[Haskell-cafe] Re: Hugs vs GHC (again) was: Re: Some random newbiequestions

Aaron Denney wnoise at ofb.net
Sat Jan 8 03:08:38 EST 2005

On 2005-01-07, Simon Marlow <simonmar at microsoft.com> wrote:
>  - Can you use (some encoding of) Unicode for your Haskell source files?
>    I don't think this is true in any Haskell compiler right now.

I assume this won't be be done until the next one is done...

>  - Can you do String I/O in some encoding of Unicode?  No Haskell
>    compiler has support for this yet, and there are design decisions
>    to be made.  Some progress has been made on an experimental prototype
>    (see recent discussion on this list).

Many of the easy ways to do this that I've heard proposed make the
current hacks for binary IO fail.  IMHO, we really, really, need a
standard, supported way to do binary IO.  If I can read in and output
octets, then I can implement unicode handling on top of that.  In fact
it would let a bunch of the proposed ideas for unicode support can
be implemented in pure haskell and have API details hashed out and

For unix, there are couple different tacks one could take.  The locale
system is standard, and does work, but is ugly and a pain to work with.
In particular, it's another (set of) global variables.  And what do you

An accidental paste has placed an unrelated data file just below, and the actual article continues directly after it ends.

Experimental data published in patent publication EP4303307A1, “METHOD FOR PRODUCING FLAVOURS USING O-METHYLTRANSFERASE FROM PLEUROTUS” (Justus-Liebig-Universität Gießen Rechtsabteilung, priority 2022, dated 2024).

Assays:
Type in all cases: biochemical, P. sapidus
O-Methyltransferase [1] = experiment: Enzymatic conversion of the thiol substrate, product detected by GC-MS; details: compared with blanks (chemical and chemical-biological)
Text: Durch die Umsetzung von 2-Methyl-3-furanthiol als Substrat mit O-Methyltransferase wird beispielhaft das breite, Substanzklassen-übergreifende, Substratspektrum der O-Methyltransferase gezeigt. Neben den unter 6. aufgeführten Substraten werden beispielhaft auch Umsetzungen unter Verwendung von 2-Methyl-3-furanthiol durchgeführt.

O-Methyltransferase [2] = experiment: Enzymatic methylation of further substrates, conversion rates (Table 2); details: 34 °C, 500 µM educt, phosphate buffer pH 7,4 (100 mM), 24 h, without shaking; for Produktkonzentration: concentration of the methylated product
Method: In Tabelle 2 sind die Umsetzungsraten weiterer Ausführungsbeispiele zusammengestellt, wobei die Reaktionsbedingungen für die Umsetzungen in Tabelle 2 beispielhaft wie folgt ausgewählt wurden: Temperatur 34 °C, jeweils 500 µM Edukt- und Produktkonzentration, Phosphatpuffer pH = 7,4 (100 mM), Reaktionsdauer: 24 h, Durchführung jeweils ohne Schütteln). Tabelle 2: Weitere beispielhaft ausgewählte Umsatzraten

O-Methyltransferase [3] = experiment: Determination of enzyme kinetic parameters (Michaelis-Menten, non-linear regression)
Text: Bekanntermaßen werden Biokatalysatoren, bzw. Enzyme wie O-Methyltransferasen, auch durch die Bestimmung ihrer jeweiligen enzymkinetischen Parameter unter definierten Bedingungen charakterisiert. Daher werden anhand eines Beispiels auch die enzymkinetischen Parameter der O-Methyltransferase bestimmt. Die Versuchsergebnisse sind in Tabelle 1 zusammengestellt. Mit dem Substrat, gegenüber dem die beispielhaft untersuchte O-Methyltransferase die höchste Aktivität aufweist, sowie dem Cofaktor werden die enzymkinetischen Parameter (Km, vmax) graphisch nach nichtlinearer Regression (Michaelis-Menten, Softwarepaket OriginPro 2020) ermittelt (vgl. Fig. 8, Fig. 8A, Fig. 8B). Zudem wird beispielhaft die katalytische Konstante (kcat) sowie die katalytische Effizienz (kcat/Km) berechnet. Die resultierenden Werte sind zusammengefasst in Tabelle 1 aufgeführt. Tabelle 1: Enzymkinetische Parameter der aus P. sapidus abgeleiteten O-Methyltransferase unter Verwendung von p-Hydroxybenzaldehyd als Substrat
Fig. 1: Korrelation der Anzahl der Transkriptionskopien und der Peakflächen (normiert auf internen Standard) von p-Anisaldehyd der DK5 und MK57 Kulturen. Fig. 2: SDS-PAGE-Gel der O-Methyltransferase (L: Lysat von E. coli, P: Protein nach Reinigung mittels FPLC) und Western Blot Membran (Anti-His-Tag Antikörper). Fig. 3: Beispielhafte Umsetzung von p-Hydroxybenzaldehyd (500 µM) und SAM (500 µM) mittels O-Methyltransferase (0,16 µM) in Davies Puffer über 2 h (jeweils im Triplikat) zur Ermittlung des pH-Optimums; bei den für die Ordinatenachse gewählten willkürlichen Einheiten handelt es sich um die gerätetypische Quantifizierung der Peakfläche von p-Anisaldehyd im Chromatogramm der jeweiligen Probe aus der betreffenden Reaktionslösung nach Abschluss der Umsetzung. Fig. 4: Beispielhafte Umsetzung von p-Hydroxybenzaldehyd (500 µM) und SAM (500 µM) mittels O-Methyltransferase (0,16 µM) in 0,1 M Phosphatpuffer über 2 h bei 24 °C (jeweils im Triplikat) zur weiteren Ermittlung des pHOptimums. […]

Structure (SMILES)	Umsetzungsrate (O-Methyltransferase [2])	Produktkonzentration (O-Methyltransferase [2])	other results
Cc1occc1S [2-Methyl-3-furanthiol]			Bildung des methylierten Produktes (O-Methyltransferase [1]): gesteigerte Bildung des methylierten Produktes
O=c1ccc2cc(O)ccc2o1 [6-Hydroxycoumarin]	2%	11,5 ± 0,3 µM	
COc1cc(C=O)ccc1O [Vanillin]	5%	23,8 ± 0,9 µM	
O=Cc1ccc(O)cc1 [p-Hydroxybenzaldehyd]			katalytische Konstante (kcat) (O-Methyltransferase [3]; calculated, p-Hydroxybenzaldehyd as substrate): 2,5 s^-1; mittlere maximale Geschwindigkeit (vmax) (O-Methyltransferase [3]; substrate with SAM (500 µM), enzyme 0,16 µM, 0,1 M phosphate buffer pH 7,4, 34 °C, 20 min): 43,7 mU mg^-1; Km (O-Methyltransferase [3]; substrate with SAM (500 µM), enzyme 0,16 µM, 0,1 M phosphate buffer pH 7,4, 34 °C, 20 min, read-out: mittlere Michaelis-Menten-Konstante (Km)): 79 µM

do with a character not expressible in the current locale?

I'd like to possibility of different character sets for different files,
for example.

I suppose I wouldn't be too upset at using the locale information, but
defaulting to UTF-8, rather than ASCII for unset character set

For win32, I really don't know the options.

>  - What about Unicode FilePaths?  This was discussed a few months ago
>    on the haskell(-cafe) list, no support yet in any compiler.

This is tricky, because most systems don't have such a thing terribly

For win32, it is standardized and should be wrappable fairly easily, but
I don't know that I'd want to base my model on that.

For unix, again, there is the locale system, with, again, the problem
of unrepresentable characters.  Traditionally systems have essentially
said "file names are zero-terminated strings of bytes that may not
contain character 47, which is used to seperate directory names", and
the interpretation as a matter of _names_ and _characters_ was entirely
a matter up to the terminals (or graphical programs, eventually) for
display and programs for manipulation.  

Aaron Denney

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